Conceptualising attributional LCA is necessary for resolving methodological issues such as the appropriate form of land use baseline

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Abstract

Purpose
The purpose of this commentary is to further an on-going debate concerning the appropriate form of land use baseline for attributional LCA, and to respond to a number of arguments advanced by Soimakallio et al. (2016). The commentary also seeks to clarify the conceptual nature of attributional LCA.
Methods
The overarching approach for resolving the question of the appropriate form of land use baseline for attributional LCA is to clarify what attributional LCA is seeking to represent, i.e. methodological questions can only be resolved if it is clear what the method is seeking to do. An illustrative example is used to explore the different results produced by ‘natural regeneration’ and ‘natural’ baselines.
Results and discussion
It is proposed that attributional LCA should be conceptualised as an inventory of anthropogenic impacts, conceptually akin to other forms of environmental inventory, such as national GHG inventories. The use of ‘natural regeneration’ baselines is not consistent with this conceptualisation of attributional LCA, and such baselines necessitate further ad hoc or arbitrary adjustments, such as arbitrary temporal windows, or the inconsistent treatment of ‘natural’ emissions.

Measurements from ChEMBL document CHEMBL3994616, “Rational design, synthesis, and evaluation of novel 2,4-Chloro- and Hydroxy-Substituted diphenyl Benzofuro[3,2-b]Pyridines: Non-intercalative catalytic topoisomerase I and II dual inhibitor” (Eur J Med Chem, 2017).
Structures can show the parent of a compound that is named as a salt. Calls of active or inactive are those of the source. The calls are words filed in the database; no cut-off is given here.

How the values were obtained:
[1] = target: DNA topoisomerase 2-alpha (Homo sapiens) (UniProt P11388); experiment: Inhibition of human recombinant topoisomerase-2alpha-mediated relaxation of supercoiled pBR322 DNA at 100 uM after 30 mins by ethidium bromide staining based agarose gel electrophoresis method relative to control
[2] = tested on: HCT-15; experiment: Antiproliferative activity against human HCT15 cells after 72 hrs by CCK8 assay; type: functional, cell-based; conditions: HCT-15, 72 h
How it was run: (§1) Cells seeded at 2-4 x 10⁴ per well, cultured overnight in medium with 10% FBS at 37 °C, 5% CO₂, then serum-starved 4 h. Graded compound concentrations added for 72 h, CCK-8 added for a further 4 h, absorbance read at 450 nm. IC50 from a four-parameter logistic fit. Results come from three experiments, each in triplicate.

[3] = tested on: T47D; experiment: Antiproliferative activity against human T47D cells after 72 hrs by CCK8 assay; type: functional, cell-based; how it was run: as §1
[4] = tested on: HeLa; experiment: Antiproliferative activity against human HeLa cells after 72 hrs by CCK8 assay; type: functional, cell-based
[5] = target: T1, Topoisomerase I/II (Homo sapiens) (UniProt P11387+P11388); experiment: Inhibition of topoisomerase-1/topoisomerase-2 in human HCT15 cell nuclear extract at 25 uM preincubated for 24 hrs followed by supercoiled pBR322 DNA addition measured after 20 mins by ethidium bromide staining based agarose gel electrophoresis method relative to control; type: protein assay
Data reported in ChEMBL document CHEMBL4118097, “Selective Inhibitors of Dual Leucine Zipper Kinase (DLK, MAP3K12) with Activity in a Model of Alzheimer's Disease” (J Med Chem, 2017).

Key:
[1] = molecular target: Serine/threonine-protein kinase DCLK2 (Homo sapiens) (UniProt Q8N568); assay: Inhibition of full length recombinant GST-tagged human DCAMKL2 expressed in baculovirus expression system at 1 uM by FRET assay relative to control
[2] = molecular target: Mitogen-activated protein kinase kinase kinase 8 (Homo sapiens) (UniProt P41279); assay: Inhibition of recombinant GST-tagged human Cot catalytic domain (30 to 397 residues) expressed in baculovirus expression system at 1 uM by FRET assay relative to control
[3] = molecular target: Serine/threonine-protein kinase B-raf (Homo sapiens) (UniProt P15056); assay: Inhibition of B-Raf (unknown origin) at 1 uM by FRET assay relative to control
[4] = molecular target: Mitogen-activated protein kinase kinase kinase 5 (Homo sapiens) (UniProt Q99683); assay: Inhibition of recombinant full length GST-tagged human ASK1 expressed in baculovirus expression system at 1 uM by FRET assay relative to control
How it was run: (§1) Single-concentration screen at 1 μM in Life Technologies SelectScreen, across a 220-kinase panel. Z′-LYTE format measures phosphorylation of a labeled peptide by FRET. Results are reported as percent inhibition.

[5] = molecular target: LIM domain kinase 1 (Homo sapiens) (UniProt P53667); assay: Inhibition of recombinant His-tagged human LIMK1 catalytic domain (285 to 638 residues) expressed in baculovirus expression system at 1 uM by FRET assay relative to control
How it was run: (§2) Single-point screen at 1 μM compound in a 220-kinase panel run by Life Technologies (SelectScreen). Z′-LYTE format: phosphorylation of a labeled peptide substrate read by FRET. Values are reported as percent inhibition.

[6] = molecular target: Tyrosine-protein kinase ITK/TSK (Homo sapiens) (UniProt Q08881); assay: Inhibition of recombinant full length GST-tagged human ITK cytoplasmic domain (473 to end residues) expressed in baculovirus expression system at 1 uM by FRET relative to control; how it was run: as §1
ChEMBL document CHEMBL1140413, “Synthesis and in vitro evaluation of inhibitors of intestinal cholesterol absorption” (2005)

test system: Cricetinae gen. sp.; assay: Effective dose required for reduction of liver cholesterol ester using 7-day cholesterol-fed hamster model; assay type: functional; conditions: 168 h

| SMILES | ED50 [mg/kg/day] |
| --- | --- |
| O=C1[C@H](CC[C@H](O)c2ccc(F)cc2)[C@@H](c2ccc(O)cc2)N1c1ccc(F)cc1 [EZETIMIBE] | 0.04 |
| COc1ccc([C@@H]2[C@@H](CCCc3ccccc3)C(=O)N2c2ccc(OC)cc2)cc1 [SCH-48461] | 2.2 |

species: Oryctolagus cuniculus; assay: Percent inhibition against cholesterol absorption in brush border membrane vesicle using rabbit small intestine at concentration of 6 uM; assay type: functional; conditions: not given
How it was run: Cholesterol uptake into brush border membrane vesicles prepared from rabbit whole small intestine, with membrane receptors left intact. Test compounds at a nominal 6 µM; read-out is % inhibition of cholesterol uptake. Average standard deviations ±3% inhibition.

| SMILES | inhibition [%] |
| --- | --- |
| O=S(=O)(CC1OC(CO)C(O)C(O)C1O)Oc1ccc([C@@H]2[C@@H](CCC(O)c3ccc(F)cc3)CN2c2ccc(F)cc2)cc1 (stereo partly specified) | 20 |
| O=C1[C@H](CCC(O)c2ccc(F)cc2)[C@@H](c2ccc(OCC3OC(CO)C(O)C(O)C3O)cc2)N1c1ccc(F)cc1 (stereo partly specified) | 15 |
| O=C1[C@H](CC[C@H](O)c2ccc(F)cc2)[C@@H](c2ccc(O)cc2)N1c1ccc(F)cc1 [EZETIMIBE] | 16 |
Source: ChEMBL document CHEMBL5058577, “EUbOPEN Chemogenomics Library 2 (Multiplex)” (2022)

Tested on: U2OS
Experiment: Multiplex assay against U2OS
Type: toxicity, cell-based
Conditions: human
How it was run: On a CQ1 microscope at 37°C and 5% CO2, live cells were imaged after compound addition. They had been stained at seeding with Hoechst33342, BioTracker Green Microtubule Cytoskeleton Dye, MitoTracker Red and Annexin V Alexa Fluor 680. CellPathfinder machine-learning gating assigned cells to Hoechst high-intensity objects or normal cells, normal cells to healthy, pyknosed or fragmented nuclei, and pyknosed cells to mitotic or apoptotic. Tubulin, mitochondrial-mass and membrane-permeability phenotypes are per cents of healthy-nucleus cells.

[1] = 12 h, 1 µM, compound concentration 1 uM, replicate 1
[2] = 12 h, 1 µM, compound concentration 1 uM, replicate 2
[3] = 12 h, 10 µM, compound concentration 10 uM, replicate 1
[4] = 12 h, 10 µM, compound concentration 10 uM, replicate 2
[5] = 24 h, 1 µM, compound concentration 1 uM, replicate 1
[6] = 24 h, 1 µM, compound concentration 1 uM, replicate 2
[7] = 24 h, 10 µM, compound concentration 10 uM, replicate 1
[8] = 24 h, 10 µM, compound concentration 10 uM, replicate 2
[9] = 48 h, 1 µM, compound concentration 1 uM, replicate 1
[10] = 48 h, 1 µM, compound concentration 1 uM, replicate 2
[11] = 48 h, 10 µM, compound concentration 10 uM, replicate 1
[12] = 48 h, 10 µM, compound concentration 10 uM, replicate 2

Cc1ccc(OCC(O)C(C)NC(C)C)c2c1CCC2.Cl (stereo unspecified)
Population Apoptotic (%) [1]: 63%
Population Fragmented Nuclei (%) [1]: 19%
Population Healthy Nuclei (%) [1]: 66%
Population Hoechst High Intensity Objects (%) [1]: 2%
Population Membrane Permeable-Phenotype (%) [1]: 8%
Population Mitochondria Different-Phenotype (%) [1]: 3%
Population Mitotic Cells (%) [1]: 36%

Conclusions
The use of ‘natural regeneration’ baselines may be motivated by the impulse to make attributional LCA both an inventory-type method and an assessment of system-wide change. Pulling attributional LCA in two different directions at once results in a conceptually and methodologically incoherent method. The solution is to recognise attributional LCA as an inventory-type method, which therefore has distinct but complementary uses to consequential LCA, which is an assessment of system-wide change.
Original languageEnglish
JournalInternational Journal of Life Cycle Assessment
Early online date15 Jun 2016
DOIs
Publication statusE-pub ahead of print - 15 Jun 2016

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